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Supremes Require Big Bucks For Free Speech

Ann Schneider Jul 25, 2007

By Ann Schneider

On his way out of Washington on June 25, Chief Justice John Roberts delivered a gift to campaign contributors while further constraining free speech for public school students. A student who holds up a banner saying “Bong Hits 4 Jesus” may be suspended from school. Writing for a 5-4 majority, Roberts stated, “The First Amendment doesn’t require schools to tolerate at school events student expression that contributes to the danger of illegal drug use.”

On the same day, the court struck down spending limits that Congress had imposed on corporations and special interests in 2003. Now corporations can spend as much as they want to advance an issue in an election. Why? Because corporations are “persons” and have First Amendment rights to free speech. Without a hint of irony, Roberts wrote “where the First Amendment is implicated, the tie goes to the speaker, not the censor.”

Just as the law, in its majesty, prohibits the rich as well as the poor from sleeping on a park bench, ExxonMobil has just the same right to purchase ads on television as you and I.

What was at stake in the campaign finance decision was whether corporations, trade unions or special interest groups could continue to use “soft money” to fund pro-candidate ads within 60 days prior to an election.

There is a long history of states trying to control the influence of big money in their elections. A 1977 Massachusetts law that prohibited banks and businesses from trying to improperly influence elections which was slapped down by the Supreme Court, which said that political speech is protected “no less because it comes from a corporation rather than an individual. The inherent worth of the speech in terms of its capacity for informing the public does not depend on the identity of its source, whether corporation, association, union or individual.”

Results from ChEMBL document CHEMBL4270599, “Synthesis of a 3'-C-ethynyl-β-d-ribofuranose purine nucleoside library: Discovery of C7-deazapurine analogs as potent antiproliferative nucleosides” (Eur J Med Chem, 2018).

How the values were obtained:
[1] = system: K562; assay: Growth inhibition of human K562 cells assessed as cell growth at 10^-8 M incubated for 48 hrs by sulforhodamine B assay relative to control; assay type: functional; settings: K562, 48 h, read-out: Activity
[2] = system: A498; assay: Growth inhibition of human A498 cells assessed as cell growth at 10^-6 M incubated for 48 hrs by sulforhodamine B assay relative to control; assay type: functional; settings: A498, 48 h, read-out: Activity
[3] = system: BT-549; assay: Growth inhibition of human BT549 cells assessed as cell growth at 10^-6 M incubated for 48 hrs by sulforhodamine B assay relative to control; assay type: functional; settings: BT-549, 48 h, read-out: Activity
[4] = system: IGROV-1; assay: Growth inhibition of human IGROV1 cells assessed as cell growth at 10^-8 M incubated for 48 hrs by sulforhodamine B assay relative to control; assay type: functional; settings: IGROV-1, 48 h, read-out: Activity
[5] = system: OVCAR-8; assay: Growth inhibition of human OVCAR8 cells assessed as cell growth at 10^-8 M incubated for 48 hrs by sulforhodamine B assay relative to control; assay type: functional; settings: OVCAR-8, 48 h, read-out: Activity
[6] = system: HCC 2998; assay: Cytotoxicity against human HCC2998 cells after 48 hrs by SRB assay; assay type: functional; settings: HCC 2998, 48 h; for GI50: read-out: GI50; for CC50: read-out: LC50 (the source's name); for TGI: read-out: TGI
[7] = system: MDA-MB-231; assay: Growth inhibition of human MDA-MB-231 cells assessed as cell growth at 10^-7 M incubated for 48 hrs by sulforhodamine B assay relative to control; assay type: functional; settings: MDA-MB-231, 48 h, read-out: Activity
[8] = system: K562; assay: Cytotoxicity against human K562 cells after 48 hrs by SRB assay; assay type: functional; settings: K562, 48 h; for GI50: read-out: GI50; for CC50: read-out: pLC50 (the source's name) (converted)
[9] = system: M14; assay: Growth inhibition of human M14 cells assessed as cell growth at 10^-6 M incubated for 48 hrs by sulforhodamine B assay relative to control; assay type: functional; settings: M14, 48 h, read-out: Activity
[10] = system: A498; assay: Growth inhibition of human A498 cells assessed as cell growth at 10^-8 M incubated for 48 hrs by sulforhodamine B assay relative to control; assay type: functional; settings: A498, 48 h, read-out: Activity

Subsequent efforts to limit campaign spending have been thwarted by this Supreme Court doctrine that corporations have free speech rights. This doctrine in turn, derives from an errant summary to an 1886 decision, Santa Clara County v. Southern Pacific Railroad. The magic words,“The defendant Corporations are persons within the intent of the clause in section 1 of the Fourteenth Amendment to the Constitution of the United States which forbids a state to deny any person within its jurisdiction the equal protection of the laws,” were inserted by J.C. Bancroft Davis, a former railroad official who was working as a court reporter.

Organizations like PIRGs (Public Interest Research Groups) and the National Voting Rights Institute have been urging the Court to overrule past precedents that enshrine campaign spending as a First Amendment right. But, their voices have been outweighed by the basic instincts of the Roberts-led Court.

For now, what this Court deems political speech, and therefore worth protecting, depends more on the resources of the speaker than the content of his or her opinion. The satirical spirit of “Bong Hits for Jesus” is no match for the mischievousness of the Supreme Court’s humorless majority.